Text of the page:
Applications Driving the Need for Rural Broadband

“If it’s a covered service, then the insurance company should pay for it, whether it is electronically delivered or a face-to-face delivery,” said attorney Michael Keeling. Keeling was referring to recently passed Arizona legislation (Arizona Senate Bill 1353) that puts telemedicine on a level playing field with health care delivered in person. He points out that telemedicine is of four economic drivers (education, economic development and first-responders) for rural broadband.

He indicates an uptake in telemedicine in the 15 states where this sort of parity legislation has already passed. Although this rule is meant to improve the efficiency of health-care delivery, it can also mean the difference life and death in areas where the nearest specialist might be hours away. He points to Mayo Clinic research that shows the benefits of diagnosing stroke victims remotely via a combination of telecommunications and robots.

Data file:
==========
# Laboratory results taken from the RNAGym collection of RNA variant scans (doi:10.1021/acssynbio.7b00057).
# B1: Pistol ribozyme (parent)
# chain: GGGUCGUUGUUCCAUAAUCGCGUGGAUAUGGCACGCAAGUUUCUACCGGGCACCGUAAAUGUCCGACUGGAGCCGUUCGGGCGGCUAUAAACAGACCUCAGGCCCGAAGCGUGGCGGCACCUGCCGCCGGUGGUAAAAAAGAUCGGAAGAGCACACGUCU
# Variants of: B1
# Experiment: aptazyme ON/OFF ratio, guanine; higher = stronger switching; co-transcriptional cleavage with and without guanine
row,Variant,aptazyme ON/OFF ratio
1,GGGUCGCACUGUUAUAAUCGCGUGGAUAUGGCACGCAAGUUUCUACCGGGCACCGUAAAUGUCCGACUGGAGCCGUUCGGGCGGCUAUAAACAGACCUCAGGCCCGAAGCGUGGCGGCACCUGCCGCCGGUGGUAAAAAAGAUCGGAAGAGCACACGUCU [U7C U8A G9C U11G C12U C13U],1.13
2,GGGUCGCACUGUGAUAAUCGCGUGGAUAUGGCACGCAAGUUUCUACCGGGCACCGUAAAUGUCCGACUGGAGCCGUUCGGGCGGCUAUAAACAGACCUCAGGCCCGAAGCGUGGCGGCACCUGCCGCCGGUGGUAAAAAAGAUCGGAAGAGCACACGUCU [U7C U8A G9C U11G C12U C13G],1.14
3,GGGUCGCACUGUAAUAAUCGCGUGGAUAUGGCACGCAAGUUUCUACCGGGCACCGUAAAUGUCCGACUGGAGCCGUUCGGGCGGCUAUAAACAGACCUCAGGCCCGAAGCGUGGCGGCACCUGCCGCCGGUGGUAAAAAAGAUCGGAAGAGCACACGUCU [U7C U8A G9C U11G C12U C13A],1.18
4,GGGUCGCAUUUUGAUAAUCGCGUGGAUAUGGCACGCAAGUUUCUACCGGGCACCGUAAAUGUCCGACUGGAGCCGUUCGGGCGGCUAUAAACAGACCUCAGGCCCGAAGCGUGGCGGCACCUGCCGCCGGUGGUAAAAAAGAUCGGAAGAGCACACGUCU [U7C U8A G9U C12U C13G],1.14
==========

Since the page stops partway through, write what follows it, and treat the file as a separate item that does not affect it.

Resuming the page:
2013 Broadband Communities Summit coverage brought to you by the Matrix Design Group and M3 Multifamily Media Management.

2 responses to “Applications Driving the Need for Rural Broadband”

  1. Emmett Smith Avatar
    Emmett Smith

    Be careful what you wish for. Hasn’t the government messed up enough? everything that they touch gets destroyed. After almost destroying the telecom market, do you really want more. Nationwide, 4,000 new state laws take effect in 2014. Enough is enough.

  2. Michael Elling (@Infostack) Avatar

    What are the settlement systems to enable high-def video telemedicine across multiple service provider boundary points? How does the centralized buyer (insurance company, healthcare provider, doctor, etc…) pay for committed, synchronous bandwidth in both directions? This is the only way BB will scale universally as 30-60% of the endpoints won’t have the means to have 10-20 mbs up AND down stream. The same settlement systems or VPNs can be used for teleeducation, telework, etc… Centralized procurement or sponsorship of edge access is the future, but few expect or understand or plan for it.

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